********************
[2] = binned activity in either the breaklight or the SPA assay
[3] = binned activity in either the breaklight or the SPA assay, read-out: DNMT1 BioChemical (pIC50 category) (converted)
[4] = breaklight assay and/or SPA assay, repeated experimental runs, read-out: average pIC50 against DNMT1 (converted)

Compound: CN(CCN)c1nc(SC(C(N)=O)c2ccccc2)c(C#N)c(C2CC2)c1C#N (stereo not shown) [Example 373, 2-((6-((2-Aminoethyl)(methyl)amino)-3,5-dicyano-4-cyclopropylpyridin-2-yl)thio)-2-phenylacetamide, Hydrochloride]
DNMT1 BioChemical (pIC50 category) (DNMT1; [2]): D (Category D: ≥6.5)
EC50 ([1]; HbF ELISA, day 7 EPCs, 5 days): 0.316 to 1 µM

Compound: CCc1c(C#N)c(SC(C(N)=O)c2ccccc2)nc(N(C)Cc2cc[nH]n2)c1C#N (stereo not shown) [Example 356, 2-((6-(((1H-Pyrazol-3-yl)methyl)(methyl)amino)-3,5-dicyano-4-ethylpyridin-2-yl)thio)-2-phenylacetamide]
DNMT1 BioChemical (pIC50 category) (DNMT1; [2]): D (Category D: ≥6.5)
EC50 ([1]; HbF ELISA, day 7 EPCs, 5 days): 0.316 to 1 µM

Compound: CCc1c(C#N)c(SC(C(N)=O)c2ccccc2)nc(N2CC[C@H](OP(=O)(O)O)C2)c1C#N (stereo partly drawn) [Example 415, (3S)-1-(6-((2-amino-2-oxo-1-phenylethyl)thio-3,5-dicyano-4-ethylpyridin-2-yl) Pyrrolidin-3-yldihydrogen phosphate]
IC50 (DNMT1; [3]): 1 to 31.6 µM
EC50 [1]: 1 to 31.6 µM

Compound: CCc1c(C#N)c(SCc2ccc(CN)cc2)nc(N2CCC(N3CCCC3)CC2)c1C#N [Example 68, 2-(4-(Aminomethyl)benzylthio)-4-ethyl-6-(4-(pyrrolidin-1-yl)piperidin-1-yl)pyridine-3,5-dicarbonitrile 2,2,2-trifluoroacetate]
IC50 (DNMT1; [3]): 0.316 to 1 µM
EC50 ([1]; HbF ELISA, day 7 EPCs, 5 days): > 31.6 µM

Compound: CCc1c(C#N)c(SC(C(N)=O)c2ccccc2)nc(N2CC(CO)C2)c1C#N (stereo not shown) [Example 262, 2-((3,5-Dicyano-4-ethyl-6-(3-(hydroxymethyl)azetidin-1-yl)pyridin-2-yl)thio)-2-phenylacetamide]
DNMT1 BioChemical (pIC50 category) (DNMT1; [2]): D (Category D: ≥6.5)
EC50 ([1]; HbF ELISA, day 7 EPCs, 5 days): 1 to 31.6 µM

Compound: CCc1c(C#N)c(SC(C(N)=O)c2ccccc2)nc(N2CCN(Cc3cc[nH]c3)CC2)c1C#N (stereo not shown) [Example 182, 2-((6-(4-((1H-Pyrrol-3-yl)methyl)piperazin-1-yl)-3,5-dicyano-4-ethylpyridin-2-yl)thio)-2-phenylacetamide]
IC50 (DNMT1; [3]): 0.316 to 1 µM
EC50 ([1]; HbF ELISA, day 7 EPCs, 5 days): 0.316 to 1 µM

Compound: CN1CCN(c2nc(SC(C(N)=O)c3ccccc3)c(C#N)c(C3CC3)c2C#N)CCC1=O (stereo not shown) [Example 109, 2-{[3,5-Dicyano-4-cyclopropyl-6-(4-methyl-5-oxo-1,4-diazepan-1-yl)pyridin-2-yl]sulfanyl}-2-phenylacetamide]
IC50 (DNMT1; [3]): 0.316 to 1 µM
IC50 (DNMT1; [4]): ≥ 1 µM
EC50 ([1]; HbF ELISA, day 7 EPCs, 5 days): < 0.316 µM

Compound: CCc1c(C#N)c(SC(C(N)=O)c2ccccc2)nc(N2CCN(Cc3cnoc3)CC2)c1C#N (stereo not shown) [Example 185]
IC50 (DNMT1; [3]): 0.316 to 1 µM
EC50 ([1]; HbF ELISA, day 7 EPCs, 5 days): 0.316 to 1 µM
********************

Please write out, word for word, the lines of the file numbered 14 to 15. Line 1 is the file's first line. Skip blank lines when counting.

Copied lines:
IC50 (DNMT1; [3]): 0.316 to 1 µM
EC50 ([1]; HbF ELISA, day 7 EPCs, 5 days): > 31.6 µM